Federal and State Benefit Programs
Cancer and its treatment may temporarily or permanently affect a survivor's ability to work at the same job or for as many hours as before his or her diagnosis. During such a time, some survivors may be eligible for medical and/or financial benefits through federal or state benefit programs. Look into these benefit programs if you have concerns about how you can continue to support yourself because of cancer, its treatment or certain physical or emotional aftereffects.
Federal and state benefit programs: detailed information
This information is meant to be a general introduction to this topic. The purpose is to provide a starting point for you to become more informed about important matters that may be affecting your life as a survivor and to provide ideas about steps you can take to learn more. This information is not intended nor should it be interpreted as providing professional medical, legal and financial advice. You should consult a trained professional for more information. Please read the Suggestions document for questions to ask and for more resources.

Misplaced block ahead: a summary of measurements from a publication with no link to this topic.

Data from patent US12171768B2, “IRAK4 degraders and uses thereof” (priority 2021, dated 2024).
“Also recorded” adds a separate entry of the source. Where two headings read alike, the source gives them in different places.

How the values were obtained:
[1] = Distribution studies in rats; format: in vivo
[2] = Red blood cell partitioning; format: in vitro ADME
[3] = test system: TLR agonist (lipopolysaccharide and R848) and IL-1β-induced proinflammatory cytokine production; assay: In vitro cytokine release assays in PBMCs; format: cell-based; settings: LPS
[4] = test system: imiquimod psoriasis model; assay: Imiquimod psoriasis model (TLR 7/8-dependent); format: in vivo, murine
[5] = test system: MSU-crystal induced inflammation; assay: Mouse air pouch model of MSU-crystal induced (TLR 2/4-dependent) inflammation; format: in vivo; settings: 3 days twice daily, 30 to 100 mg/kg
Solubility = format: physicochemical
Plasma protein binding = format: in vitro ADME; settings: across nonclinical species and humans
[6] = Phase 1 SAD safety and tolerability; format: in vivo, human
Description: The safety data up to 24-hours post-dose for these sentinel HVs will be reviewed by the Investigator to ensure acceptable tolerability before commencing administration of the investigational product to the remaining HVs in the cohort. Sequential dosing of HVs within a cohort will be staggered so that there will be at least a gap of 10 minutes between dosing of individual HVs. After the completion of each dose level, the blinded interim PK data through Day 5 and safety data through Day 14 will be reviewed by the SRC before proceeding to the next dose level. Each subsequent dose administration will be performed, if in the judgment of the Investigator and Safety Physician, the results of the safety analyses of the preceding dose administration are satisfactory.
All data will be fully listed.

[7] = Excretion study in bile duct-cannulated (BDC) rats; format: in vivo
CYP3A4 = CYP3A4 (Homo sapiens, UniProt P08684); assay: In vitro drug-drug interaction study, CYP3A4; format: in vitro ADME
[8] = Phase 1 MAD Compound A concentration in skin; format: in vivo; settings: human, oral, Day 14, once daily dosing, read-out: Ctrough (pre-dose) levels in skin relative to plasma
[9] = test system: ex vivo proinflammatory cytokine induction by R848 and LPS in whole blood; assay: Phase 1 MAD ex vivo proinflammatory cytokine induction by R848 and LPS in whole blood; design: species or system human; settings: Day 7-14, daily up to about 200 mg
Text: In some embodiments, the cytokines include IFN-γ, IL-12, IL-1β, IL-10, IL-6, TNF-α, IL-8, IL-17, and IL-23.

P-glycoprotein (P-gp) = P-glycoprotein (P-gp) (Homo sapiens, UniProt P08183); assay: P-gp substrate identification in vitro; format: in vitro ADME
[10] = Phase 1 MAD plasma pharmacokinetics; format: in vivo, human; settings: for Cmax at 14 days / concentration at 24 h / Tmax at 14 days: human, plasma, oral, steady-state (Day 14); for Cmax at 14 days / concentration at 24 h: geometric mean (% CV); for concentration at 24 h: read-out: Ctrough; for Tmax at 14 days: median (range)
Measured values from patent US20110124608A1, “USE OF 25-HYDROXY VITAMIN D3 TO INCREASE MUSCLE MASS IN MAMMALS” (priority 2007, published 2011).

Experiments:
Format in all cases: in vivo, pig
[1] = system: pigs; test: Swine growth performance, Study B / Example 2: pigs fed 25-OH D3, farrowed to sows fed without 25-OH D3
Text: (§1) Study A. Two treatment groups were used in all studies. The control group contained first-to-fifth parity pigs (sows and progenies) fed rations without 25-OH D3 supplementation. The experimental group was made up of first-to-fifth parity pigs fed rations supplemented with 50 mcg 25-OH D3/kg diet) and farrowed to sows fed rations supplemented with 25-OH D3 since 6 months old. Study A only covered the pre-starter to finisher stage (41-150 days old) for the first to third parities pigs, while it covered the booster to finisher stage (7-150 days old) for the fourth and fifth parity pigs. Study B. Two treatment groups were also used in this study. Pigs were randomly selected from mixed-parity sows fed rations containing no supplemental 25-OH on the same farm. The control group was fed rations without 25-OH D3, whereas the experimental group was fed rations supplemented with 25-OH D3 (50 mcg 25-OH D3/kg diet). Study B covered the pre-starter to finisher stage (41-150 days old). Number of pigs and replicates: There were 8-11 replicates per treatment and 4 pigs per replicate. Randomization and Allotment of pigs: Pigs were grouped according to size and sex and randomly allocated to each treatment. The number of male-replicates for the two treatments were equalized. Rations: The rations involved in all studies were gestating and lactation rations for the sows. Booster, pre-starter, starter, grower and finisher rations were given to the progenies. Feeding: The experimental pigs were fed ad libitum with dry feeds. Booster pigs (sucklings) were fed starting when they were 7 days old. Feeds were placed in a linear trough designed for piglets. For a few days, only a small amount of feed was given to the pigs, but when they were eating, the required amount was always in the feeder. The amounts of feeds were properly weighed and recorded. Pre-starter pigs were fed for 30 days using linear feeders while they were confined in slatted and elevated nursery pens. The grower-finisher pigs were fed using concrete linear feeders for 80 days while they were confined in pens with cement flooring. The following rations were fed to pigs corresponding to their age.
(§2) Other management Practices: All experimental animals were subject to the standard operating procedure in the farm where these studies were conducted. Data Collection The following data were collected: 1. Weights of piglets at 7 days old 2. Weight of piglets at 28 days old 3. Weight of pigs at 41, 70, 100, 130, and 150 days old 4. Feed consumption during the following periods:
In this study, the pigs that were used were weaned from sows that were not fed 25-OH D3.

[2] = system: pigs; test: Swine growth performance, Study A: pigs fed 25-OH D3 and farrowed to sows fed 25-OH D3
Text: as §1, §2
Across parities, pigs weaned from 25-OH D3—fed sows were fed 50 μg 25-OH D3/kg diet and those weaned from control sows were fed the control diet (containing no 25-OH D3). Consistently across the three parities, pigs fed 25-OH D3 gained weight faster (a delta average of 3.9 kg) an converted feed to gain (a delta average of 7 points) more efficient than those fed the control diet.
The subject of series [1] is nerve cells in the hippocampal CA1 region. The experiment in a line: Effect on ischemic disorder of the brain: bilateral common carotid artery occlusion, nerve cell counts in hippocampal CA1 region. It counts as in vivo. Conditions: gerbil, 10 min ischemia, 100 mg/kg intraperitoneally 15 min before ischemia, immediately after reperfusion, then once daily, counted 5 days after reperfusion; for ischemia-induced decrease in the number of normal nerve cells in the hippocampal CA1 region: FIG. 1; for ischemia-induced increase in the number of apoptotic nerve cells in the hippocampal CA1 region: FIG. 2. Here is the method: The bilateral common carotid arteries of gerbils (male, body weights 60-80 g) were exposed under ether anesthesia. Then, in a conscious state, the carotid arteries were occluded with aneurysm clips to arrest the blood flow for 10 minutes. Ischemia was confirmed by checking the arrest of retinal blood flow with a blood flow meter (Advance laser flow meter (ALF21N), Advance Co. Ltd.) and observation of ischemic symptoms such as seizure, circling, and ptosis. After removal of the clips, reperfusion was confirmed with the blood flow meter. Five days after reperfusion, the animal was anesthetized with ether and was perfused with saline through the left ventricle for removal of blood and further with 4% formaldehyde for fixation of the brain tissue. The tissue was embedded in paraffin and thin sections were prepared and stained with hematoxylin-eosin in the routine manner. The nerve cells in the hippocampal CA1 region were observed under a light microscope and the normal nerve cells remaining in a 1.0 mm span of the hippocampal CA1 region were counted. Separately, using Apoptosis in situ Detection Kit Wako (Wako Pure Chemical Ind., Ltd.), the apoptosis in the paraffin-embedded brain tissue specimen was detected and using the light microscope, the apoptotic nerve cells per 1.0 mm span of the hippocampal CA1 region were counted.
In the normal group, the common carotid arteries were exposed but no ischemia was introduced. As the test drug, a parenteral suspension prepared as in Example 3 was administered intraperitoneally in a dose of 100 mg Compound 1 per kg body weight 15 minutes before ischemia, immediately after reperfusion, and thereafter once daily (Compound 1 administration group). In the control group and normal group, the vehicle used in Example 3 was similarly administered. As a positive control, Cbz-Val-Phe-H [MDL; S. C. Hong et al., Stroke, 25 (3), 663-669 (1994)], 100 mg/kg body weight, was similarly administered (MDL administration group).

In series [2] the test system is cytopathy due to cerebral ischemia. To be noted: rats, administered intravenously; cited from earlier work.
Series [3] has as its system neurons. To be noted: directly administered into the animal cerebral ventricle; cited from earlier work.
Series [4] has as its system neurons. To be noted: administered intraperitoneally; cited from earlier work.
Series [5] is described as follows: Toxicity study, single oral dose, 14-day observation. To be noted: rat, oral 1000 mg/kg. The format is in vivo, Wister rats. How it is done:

Cancer and its treatment may affect a survivor's ability to work at the same job or for as many hours as before diagnosis. Whether this situation is temporary or permanent, some survivors may be eligible for federal and state medical or financial benefits to offset a loss of income during this time. Look into these benefit programs if you have concerns about how you can continue to support yourself because of cancer, its treatment, or certain physical or emotional aftereffects.
Federal and state benefit programs provide assistance for many people, including those with disabilities. Although you may not think of yourself as disabled, you may be eligible for disability benefits if your medical condition is severe enough to limit income and interfere with your ability to do work-related activities.
This document provides an overview of eligibility requirements and the application process for the most common federal and state benefit programs. Also included is information on how to appeal a denial of a benefit. The programs discussed include:
- Social Security Disability Income (SSDI)
- Supplemental Security Income (SSI)
Keep in mind that each benefit program has specific eligibility requirements, as well as a different definition of disability. Full information about eligibility and the application process can be obtained directly from the benefit program. Contact information and the links to the website for each of these programs are provided in this document.
If the application process for these benefit programs seems confusing or too much to handle by yourself, ask a hospital social worker, friend, family member or a representative from a nonprofit legal services group or cancer organization to help you.